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Richmond & Arnold
Chicago, Illinois

Page 484

MRS. HENRIETTA E. (DYSON) VIRDEN, one of the most highly esteemed residents of Virden, is a most worthy representative of one of the old and honored pioneer families of the State. Mrs. Virden was born January 8, 1827, in Montgomery County, Maryland, and is a daughter of William and Annie (Darnall) Dyson, and is the widow of the late Archibald L. Virden.

The Dyson family is of English extraction, although it has long been established in Maryland, where both the father and grandfather of Mrs. Virden were born. In 1842 William Dyson, with his seven motherless children, left the old home, where his wife had died in 1836 and started for Christian County, Illinois, Mrs. Virden being then a maiden of 15 years. She vividly recalls the overland trip and the pioneer conditions which they found when her father settled on a tract of land which he had purchased near Taylorville. The family, however, had scarcely become accustomed to the hardships which were doubly hard after the comforts of their former home, when the beloved father was stricken with illness and soon passed away, his death occurring in 1845.

On August 18, 1844, Henrietta E. Dyson was united in marriage with Archibald L. Virden, who is recalled to the residents of Virden, with feelings of sincere esteem. Mr. Virden was born in Ross County, Ohio, October 27, 1823, and was a son of Isaac and Amelia (Saddler) Virden, the former of whom was born in Maryland, and the latter in Ohio, where the name is recorded among the earliest pioneers of the buckeye State. When Archibald was about 16 years of age, the family came to Illinois and settled in Christian County, where the father bought and improved a farm with the assistance of his 10 sons. Archibald remained at home until his marriage, but shortly after removed to Sangamon County, and two years later purchased a property near Auburn.

Mr. and Mrs. Virden were early settlers in the village which bears their name, so called in honor of Mr. Virden's brother John, who had laid it out and was an early benefactor of the little hamlet. From 1852 when Archibald L. Virden located at Virden, until his lamented death on April 8, 1880, he was a prominent factor in its commercial, social and public life. The surrounding country, although yet unsettled, was rich in agricultural possibilities, and it was with rare good judgment and foresight, that Mr. Virden acquired considerable land and became one of the earliest business men. For some years he engaged in the grocery business, but later embarked in the drug business, with which he was associated until his decease. His business career was always marked with success and he was ranked with the capitalists of the locality. He was missed in almost every circle, belonging as he did to the public spirited class of citizens in whose hands rests the development of the communities in which they live. He was a man of the highest integrity. In his home he was beloved, in his neighborhood he was esteemed and in the city he was respected, and in all places he was mourned. He was a consistent member of the Presbyterian Church, to which he was a liberal giver, but his benefactions were not confined to this religious body. Charitable organizations and worthy enterprises benefitted from his gifts.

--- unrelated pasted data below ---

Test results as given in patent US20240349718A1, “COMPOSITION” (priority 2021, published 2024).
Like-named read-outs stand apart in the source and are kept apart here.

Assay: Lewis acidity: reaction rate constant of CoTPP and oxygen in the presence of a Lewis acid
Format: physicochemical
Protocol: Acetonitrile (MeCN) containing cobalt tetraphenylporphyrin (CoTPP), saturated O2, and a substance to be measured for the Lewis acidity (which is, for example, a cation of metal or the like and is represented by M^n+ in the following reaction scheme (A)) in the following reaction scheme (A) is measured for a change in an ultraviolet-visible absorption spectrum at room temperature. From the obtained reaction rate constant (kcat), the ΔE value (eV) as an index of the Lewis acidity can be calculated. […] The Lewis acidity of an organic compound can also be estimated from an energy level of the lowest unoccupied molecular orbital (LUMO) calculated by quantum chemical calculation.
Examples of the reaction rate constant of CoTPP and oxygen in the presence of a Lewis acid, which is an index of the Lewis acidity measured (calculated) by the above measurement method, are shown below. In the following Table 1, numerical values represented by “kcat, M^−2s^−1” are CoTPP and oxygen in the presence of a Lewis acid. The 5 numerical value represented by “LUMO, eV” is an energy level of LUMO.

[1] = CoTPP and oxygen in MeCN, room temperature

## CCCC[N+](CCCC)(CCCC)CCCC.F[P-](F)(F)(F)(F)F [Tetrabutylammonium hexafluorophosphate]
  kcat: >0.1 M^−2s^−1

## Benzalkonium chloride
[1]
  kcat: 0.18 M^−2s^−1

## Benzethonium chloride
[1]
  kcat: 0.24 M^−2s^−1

Mr. Virden is survived by his widow and by two children, Annie M. And Edgar L., and seven grandchildren. Annie M. is the widow of Otho Williams, and has four children: Mariel, who is the widow of Harry Colean, who died at his mother's home in Jerseyville, Illinois, leaving one child - Edwin Williams; Archibald Virden; Lamira; and Genevieve. Edgar L. married Jennie Piper, and they reside in Philadelphia, Pennsylvania.

The death of the second son, William, in December, 1882, was a second severe bereavement to Mrs. Virden. He was born in 1852 and married Sarah Wilcox, by whom he is survived, with three children - Homer W., Henrietta E. and Archibald L.

Mrs. Virden has been the witness of many wonderful changes in Virden, and has been permitted to see the results produced by the helpful, useful lives of herself and husband. Her home has always been one of genuine hospitality and many of the prominent visitors to this locality, in the early days, have been her guests. With her husband, she assisted in the founding of the Presbyterian Church here, in which she has ever been a tireless worker. She is the center of a loving family circle and is interesting to the stranger, both on account of her representing the old pioneer families, which are held in the highest esteem, and also for her interesting conversation and gracious hospitality.

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